President Obama came to the land of big sky to make what could be his last big public push to save his health care reform plan.
Last night the president held a town hall meeting in Belgrade, Mont., just outside Bozeman, and tonight he'll do the same in Grand Junction, Colo. The president's rhetoric has a new sense of urgency as he struggles to win the hearts and minds of citizens across the U.S. in what has become a heated and emotional debate.
At a town hall meeting tonight in Grand Junction, Obama was on the stump, recalling his early days trying to ingratiate himself with voters.
"If you want a different future -- a brighter future -- I need your help. I need you to stand against the politics of fear and division. I need you to knock on doors and spread the word," he said. "I need you to fight for the security and stability of quality, affordable health care for every American."
Rowdy town halls and a slew of misinformation propagated by conservative circles has fueled criticism from the right and the left. A recent Gallup poll shows that public support for Obama's health care reform is at 43 percent, while opposition is at 49 percent.
His plan took a big public relations hit last week when a Senate committee rejected a provision in the Obama plan that would have provided for end-of-life counseling. That topic turned toxic after former Alaska Gov. Sarah Palin and others on the right said the provision would have created so-called "death panels" that would determine who gets care and who doesn't.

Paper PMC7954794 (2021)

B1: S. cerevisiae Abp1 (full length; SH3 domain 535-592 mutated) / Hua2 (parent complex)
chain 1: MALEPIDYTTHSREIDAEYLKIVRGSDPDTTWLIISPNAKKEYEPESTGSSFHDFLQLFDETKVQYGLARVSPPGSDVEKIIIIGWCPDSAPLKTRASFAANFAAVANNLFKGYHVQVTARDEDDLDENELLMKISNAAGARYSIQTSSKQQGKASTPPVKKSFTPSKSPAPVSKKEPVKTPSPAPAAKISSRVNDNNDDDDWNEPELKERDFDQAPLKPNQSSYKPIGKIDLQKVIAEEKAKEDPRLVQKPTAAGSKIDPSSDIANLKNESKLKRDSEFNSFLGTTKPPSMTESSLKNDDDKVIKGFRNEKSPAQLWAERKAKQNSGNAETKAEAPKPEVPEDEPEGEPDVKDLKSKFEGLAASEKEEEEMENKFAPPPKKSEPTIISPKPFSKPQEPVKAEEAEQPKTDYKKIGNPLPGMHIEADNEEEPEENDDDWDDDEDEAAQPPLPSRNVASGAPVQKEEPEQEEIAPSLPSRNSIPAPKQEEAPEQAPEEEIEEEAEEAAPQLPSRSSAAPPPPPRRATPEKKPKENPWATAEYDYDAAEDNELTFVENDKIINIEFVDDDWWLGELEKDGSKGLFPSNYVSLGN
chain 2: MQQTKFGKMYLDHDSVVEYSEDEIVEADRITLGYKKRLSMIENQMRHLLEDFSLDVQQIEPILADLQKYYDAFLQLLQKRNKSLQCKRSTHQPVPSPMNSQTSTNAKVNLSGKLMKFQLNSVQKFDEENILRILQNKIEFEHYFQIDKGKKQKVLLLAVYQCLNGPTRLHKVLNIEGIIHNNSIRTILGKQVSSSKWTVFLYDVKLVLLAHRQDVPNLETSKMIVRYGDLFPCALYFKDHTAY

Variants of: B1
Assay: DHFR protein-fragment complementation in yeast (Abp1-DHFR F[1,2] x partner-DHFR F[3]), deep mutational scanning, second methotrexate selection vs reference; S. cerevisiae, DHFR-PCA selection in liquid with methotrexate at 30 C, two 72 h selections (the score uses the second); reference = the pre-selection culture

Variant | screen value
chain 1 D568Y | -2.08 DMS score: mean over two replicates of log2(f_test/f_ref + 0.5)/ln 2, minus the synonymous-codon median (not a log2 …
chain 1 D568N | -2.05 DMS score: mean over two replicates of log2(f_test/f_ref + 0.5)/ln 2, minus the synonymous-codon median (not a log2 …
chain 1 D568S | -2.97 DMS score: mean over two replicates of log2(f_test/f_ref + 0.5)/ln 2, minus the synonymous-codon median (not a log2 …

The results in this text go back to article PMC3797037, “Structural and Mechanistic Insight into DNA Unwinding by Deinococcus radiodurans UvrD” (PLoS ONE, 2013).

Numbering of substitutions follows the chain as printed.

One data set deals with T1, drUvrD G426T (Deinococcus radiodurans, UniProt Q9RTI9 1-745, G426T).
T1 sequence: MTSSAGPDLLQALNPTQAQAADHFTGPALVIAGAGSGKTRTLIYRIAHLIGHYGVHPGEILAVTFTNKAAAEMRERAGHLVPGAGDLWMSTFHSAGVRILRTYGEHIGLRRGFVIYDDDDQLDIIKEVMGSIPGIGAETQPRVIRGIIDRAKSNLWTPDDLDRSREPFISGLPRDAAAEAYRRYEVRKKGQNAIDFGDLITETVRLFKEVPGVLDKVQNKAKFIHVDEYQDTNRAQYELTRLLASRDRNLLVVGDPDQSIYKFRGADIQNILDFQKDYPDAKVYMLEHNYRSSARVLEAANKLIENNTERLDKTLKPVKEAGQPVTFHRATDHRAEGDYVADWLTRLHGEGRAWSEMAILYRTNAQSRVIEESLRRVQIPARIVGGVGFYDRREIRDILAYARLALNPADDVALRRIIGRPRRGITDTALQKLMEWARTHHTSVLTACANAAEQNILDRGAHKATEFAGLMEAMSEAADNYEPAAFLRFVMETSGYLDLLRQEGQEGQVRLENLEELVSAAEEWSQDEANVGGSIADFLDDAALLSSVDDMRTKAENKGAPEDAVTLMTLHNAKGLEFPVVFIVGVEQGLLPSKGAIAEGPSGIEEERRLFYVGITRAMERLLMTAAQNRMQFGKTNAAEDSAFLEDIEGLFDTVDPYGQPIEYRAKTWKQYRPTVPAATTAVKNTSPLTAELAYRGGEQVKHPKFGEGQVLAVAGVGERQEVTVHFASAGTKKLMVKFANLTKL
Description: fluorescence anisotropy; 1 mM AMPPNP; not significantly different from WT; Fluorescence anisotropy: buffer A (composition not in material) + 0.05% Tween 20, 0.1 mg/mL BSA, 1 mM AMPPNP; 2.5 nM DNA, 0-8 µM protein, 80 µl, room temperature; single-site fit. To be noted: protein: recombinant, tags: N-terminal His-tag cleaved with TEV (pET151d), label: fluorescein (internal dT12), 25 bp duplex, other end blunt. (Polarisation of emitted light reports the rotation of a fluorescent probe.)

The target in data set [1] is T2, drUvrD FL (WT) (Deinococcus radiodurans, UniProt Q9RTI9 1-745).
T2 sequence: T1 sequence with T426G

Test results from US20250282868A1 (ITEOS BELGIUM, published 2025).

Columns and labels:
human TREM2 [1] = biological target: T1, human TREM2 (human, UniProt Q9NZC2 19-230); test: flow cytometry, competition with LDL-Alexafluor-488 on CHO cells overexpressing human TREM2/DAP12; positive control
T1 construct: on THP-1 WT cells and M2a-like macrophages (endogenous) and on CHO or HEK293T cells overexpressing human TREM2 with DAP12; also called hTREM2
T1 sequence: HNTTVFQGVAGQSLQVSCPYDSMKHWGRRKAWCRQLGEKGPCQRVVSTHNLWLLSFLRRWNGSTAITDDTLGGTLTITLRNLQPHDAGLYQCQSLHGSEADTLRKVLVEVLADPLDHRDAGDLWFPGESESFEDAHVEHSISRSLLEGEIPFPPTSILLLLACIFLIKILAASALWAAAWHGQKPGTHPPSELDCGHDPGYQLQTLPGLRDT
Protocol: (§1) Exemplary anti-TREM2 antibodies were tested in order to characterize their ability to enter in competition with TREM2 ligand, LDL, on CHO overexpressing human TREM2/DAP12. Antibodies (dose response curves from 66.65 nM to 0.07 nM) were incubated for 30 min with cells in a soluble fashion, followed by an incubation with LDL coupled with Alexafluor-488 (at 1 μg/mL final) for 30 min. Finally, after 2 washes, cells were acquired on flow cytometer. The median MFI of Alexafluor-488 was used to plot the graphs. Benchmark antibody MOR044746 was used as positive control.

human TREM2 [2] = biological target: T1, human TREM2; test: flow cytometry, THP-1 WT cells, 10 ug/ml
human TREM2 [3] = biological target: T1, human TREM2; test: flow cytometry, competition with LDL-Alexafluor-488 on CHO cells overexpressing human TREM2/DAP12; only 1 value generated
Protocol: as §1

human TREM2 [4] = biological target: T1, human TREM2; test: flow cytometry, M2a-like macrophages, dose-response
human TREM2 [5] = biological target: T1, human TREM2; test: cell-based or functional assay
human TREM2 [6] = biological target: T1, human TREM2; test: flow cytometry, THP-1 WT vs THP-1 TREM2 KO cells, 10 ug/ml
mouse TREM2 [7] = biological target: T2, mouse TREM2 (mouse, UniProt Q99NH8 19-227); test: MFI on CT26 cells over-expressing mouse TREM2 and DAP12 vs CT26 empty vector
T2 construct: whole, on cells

Obama has been fighting that misnomer ever since. He did so again today in his weekly radio address: "These are legitimate differences worthy of the real discussion that America deserves. One where we lower our voices, listen to one another and talk about differences that really exist."
At a town hall meeting Friday night, he issued a warning and what sounded like a call to arms.
"Every time we are in sight of health insurance reform, the special interests fight back with everything they've got," he said. "They use their influence, they run their ads and their political allies try to scare the heck out of everybody. ... We can't let them do it again, not this time."
Some who came to see him in Belgrade, Mont., liked what they heard, including Nancy Lien Griffin. She owns a small lumber company that has been hit hard by the recession, and she's struggling to keep providing health insurance benefits to her employees.
"I think the president has it exactly right," she said, "as far as unemployment, economic recovery, and health care cost reform. It's a trifecta that has to happen all at the same time. And we're feeling it here on Main Street America. And I really appreciate the fact that he cares about it enough to come to Montana."
But there are two concerns that come up time and again in these town halls: fear over a government takeover of health care and the price tag of reform.
Randy Rathie, dressed in an NRA T-shirt said to the president, "All we get is bull. You can't tell us how you're going to pay for this!"
To which Obama responded, "You are absolutely right, that I can't cover another 46 million people for free."
The other hot button issue is the president's plan for a government-run health insurance program. Leading Democratic lawmakers, including close allies of the president, now concede that in order to get health care reform through this year, the public option may have to be sacrificed.
So as Obama continues to make his pitch to mainstream America, and as the criticisms and concerns keep coming, the president may have to prepare to make some tough compromises.